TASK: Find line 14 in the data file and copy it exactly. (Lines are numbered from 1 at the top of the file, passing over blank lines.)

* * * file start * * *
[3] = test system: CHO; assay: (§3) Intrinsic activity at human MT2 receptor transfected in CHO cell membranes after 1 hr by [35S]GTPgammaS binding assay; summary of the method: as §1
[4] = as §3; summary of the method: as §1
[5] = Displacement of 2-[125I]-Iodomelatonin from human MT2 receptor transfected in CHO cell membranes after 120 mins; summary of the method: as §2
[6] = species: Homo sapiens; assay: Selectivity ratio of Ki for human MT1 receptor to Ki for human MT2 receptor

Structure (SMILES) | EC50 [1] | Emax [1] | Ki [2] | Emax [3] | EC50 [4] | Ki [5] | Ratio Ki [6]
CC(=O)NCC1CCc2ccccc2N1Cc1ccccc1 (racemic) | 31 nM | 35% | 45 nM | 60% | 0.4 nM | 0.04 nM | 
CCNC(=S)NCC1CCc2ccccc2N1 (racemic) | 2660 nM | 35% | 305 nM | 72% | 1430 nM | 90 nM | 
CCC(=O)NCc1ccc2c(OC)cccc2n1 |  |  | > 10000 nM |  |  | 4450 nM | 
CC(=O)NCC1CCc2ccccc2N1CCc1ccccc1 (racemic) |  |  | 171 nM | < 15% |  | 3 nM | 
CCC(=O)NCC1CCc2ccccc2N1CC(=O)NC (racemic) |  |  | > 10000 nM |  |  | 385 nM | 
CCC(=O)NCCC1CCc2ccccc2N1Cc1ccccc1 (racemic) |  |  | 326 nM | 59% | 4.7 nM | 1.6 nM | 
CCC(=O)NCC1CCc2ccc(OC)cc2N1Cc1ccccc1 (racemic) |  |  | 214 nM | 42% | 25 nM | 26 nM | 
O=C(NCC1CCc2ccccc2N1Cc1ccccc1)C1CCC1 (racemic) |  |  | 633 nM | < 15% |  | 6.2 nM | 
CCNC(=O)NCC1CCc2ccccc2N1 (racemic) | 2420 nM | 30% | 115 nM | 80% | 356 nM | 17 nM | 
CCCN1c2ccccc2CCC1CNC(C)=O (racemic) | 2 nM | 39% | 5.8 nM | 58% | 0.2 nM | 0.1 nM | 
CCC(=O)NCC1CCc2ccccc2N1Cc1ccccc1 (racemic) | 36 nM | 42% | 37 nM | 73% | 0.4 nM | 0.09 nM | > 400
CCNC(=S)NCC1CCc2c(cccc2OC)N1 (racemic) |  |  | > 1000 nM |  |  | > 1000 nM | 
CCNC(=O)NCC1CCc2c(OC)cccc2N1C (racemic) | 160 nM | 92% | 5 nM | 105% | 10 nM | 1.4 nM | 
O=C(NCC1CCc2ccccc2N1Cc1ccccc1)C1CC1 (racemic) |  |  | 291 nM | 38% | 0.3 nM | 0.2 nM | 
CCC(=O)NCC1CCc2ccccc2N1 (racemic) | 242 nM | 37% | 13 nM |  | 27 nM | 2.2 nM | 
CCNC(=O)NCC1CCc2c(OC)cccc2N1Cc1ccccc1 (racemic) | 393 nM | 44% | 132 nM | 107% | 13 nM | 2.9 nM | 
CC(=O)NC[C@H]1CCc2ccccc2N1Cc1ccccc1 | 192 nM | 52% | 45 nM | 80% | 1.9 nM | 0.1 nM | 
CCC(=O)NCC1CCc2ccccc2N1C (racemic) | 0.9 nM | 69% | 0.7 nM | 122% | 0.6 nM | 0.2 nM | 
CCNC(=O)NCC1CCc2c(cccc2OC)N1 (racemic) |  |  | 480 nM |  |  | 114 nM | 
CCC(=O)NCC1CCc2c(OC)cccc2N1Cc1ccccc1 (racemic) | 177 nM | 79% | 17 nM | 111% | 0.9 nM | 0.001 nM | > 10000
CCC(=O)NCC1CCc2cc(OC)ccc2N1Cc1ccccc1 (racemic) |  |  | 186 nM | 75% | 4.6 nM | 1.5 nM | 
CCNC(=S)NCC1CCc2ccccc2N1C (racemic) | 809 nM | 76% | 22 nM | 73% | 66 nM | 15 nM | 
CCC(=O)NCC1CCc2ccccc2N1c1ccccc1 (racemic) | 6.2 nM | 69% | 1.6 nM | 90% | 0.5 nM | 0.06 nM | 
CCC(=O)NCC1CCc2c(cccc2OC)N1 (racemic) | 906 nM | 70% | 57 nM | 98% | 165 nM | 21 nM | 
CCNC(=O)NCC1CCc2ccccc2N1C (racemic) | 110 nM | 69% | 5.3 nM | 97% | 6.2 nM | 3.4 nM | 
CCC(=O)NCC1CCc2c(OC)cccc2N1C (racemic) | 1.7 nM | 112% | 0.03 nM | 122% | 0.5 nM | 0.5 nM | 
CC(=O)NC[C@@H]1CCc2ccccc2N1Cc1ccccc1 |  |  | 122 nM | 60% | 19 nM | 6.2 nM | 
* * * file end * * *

CCNC(=O)NCC1CCc2ccccc2N1 (racemic) | 2420 nM | 30% | 115 nM | 80% | 356 nM | 17 nM | 